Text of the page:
Navigating lighting industry jargon can be a challenge, so we have put together a list of common lighting terms and definitions you may find helpful.
The organization that develops voluntary guidelines and produces performance standards for the electrical and other industries.
An average rating, in hours, indicating when 50% of a large group of lamps has failed (operated at nominal lamp voltage and current). Manufacturers use 3 hours per start for fluorescent lamps and 10 hours per start for HID lamps when performing lamp life testing procedures. Every lamp type has a unique mortality curve that depicts its average rated life.
A device used with an electric-discharge lamp to obtain the necessary circuit conditions (voltage, current and waveform) for starting and operation. All fluorescent and HID light sources require a ballast for proper operation. Dimming ballasts are special ballasts which, when used together with a dimmer, will vary the light output of a lamp.
Ballast factor divided by input power (watts). Used to compare ballast efficiency.
The measured ability of a particular ballast to produce light from the lamp(s) it powers. The number is calculated by dividing the lumen output of a particular lamp/ballast combination by the lumen output of the same lamps(s) on a reference ballast.
Beam angle is defined as the angle of light emitted from a lamp. The angle is measured between two directions for which the light intensity (candlepower) is 50 percent of maximum intensity. The wider the beam angle, the less intense the light.
If beam angle is the angle lumens are emitted from a light source, beam spread is the range of the surface illuminated, expressed in distance. To calculate beam spread, multiply beam angle by 0.18 by distance of surface from light source. Beam spread does not account for field spread –– the outmost area illuminated by a light source.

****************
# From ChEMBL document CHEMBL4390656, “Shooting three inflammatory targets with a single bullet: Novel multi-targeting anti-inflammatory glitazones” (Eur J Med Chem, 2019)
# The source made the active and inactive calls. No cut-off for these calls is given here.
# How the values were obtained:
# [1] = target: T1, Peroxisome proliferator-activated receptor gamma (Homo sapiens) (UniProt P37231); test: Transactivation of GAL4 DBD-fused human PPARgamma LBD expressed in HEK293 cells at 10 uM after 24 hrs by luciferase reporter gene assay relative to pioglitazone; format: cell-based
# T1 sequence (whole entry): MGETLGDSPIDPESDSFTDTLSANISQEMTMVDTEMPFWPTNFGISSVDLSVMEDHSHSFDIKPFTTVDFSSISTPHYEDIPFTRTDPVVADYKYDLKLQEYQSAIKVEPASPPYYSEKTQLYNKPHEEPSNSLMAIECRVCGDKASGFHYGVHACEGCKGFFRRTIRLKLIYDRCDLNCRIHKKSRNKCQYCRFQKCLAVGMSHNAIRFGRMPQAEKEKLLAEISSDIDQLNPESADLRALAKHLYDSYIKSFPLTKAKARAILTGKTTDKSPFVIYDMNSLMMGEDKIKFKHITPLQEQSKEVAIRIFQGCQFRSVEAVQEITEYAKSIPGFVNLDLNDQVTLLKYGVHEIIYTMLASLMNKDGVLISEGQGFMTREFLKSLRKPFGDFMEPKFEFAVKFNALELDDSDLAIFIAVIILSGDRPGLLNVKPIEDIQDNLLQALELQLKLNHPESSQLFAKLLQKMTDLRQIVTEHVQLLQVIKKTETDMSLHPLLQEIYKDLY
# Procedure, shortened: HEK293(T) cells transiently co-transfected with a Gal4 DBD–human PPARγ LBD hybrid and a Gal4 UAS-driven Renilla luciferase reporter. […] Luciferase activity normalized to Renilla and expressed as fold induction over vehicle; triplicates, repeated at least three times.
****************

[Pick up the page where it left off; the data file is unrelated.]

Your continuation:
A base down lamp must be inserted into a socket with the base of the lamp pointing down (vertical orientation). This is a common specification for HID lighting.
A base up lamp must be inserted into a socket with the base of the lamp pointing up (vertical orientation). This is a common specification for HID lighting. For example, if the socket is in the ceiling, pointed toward the floor, the lamp will be base up.
The unit of luminous intensity (candlepower) of a light source in a specific direction.
The negatively charged electrode by which electrons enter an electrical device.
The intensity of light at the center of a reflector lamp beam (expressed in candelas).
This advancement in LED lighting essentially boosts the output of a certain spectrum of light. Lighting with color pumping technology enhances the perceived colors of the items displayed under its light.
A complimentary metric to Color Rendering Index that provides a gauge of the quality of light produced by a light source based on 15 color swatches.
Measures the visual effect a light source has on the perceived color of objects it illuminates. High CRI light generally makes colors look natural and vibrant. Low CRI causes some colors to appear washed out or even to take on a completely different hue.
This happens in fluorescent or HID lamps as the chemical balance becomes unbalanced and causes the lamp to shift to a pink, green, orange, or purple tint. The longer fluorescents burn, the more likely it is that the chemical properties will shift and cause an imbalanced reaction, making the fluorescence less white and less bright than it once was.
Is measured in Kelvin and indicates whether a lamp has a warm, midrange or cool color appearance. Warm light sources, such as incandescent lamps, have a low color temperature (2000-3000K) and feature more light in the red/orange/yellow range. Cool light sources, such as some HID or fluorescent lamps, have a high color temperature (>5000K) and feature more light in the blue range.
A measure of the rate of flow of electricity expressed in amperes.